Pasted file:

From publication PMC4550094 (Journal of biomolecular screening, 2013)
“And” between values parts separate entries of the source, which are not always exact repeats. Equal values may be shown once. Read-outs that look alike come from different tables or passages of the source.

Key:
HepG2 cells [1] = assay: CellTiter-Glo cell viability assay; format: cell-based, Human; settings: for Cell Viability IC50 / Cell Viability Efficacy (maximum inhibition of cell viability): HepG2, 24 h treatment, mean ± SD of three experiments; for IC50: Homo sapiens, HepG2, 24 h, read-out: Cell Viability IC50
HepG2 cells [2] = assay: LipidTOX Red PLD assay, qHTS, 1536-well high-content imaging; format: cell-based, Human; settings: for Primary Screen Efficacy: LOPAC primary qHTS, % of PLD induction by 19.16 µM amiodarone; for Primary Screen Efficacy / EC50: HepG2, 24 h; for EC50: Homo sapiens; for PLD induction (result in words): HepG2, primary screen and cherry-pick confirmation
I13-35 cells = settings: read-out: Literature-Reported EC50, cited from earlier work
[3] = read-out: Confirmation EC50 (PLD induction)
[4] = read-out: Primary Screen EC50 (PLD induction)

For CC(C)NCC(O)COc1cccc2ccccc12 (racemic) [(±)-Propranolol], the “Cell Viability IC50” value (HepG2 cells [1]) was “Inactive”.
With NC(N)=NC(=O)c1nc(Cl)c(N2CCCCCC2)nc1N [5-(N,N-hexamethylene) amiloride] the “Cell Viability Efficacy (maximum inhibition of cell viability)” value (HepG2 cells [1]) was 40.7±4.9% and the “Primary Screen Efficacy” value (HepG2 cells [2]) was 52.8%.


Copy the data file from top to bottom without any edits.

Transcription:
From publication PMC4550094 (Journal of biomolecular screening, 2013)
“And” between values parts separate entries of the source, which are not always exact repeats. Equal values may be shown once. Read-outs that look alike come from different tables or passages of the source.

Key:
HepG2 cells [1] = assay: CellTiter-Glo cell viability assay; format: cell-based, Human; settings: for Cell Viability IC50 / Cell Viability Efficacy (maximum inhibition of cell viability): HepG2, 24 h treatment, mean ± SD of three experiments; for IC50: Homo sapiens, HepG2, 24 h, read-out: Cell Viability IC50
HepG2 cells [2] = assay: LipidTOX Red PLD assay, qHTS, 1536-well high-content imaging; format: cell-based, Human; settings: for Primary Screen Efficacy: LOPAC primary qHTS, % of PLD induction by 19.16 µM amiodarone; for Primary Screen Efficacy / EC50: HepG2, 24 h; for EC50: Homo sapiens; for PLD induction (result in words): HepG2, primary screen and cherry-pick confirmation
I13-35 cells = settings: read-out: Literature-Reported EC50, cited from earlier work
[3] = read-out: Confirmation EC50 (PLD induction)
[4] = read-out: Primary Screen EC50 (PLD induction)

For CC(C)NCC(O)COc1cccc2ccccc12 (racemic) [(±)-Propranolol], the “Cell Viability IC50” value (HepG2 cells [1]) was “Inactive”.
With NC(N)=NC(=O)c1nc(Cl)c(N2CCCCCC2)nc1N [5-(N,N-hexamethylene) amiloride] the “Cell Viability Efficacy (maximum inhibition of cell viability)” value (HepG2 cells [1]) was 40.7±4.9% and the “Primary Screen Efficacy” value (HepG2 cells [2]) was 52.8%.